Obviously, this project was made with a particular audience in mind, and most of them eat it up. There are dozens of r/tf2 threads discussing the film (and fan theories as to what the hell the plot is all about), as well as an explanatory video on YouTube that’s longer than the feature itself. But to be honest, Emesis Blue is not that great as a movie. It’s dreary and repetitive, which can be blamed on the limited palette afforded by the SFM technology. Psychological thriller is perhaps too ambitious a genre to tackle in director Chad Payne’s first time out; the balance between ambiguity and explanation lists too far in the former hemisphere, and too many of the story’s rabbit holes end in cul-de-sacs. But what is unquestionably great about Emesis Blue is that it’s a movie at all: that’s right, it’s an honest-to-God, fully-plotted feature film made in video game editing software, and it’s more entertaining than a handful of movies released this year by major studios. Neither Red nor Blue may triumph in this phantasmagorical game of Capture the Flag, but Payne amasses a virtual shelf full of achievements.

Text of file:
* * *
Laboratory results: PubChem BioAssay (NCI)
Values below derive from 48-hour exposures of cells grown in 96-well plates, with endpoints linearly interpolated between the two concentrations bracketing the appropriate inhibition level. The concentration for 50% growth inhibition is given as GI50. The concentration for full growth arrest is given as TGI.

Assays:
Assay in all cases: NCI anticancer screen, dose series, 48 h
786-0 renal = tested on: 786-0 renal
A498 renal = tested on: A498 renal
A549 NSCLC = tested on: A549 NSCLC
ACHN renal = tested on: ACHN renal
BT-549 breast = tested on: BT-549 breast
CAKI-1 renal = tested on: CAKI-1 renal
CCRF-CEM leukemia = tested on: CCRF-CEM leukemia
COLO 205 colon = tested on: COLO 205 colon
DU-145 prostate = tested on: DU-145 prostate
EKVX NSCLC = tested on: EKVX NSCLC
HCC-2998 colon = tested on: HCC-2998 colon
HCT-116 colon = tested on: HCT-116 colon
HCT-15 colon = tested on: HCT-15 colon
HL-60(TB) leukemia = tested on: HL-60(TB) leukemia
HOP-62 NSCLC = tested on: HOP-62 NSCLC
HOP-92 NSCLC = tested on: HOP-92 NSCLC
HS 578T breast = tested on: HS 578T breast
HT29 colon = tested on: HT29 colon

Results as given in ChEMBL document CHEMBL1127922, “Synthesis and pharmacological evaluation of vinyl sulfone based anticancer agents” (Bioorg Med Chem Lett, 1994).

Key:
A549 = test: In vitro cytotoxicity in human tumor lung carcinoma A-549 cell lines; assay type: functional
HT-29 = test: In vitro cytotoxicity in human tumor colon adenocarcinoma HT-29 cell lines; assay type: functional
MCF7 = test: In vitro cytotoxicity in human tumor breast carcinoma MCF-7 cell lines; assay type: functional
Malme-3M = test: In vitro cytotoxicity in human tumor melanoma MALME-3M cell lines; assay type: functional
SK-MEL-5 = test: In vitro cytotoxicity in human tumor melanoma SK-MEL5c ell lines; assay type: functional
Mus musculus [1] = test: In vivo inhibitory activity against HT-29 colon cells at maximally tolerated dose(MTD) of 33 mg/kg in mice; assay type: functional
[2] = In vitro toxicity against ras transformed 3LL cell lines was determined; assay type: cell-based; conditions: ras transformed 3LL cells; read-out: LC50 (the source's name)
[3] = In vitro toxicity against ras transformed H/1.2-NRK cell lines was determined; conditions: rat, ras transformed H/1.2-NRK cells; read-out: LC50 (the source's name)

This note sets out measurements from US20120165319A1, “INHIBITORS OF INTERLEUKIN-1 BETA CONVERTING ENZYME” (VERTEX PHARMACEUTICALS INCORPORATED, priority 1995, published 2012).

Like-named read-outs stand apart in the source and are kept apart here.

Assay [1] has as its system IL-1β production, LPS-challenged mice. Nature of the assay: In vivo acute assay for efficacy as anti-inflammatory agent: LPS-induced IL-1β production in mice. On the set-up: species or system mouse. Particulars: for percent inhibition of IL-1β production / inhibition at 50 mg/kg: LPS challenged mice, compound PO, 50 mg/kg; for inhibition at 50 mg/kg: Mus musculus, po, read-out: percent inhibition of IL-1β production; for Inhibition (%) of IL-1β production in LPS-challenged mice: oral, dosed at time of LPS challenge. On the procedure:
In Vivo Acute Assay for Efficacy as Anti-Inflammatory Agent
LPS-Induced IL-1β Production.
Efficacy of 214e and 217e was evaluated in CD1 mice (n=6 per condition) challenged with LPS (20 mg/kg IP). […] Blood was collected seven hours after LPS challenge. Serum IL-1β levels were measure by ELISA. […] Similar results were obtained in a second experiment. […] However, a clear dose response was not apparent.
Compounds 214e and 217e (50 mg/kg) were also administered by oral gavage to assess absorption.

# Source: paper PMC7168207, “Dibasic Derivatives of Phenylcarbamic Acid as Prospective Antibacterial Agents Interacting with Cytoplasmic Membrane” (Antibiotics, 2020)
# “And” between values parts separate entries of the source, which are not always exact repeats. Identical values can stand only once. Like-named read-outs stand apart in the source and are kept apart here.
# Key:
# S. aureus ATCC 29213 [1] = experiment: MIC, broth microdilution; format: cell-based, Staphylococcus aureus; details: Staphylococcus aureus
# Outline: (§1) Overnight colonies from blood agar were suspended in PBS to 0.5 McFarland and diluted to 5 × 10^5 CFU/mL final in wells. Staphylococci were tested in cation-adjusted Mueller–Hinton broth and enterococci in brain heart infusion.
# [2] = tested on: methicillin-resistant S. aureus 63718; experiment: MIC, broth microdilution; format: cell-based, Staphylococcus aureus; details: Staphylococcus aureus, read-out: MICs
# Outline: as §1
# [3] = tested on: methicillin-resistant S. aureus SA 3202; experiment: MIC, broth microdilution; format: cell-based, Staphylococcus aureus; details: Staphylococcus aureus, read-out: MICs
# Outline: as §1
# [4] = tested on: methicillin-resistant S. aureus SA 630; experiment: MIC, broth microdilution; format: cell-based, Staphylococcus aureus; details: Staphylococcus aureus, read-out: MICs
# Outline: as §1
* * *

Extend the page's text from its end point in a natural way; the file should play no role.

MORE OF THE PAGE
Emesis Blue can be watched for free on YouTube.

WHAT THE CRITICS SAY:

“If you want a film that relishes in not just mystery but the macabre and horror of things you can’t or shouldn’t even begin to comprehend, there is one I can recommend… it gives off a ghastly mood, and you are drawn in by its clever use of cinematography and cryptic shots that can foreshadow or enhance the theme, and the weird, almost out-of-nowhere scenes that only raise more questions.”–Rasec Ventura, The Gothic Times (Newspaper of New Jersey City University) (contemporaneous)

(This movie was nominated for review by “anonymous,” who suggested it was a “Weird one to suggest…” Suggest a weird movie of your own here.)

LIST CANDIDATE: SEQUENCE BREAK (2017)

DIRECTED BY: Graham Skipper

FEATURING: , , John Dinan,  Lyle Kanouse

PLOT: A young electrical technician unwisely installs a mysterious circuit board that arrives at an arcade game refurbisher and finds himself getting increasingly absorbed by the machine and its game–literally.

WHY IT MIGHT MAKE THE LIST: Here’s a list of nouns: nipple console buttons, white goo circuitry, and coital gaming seizures.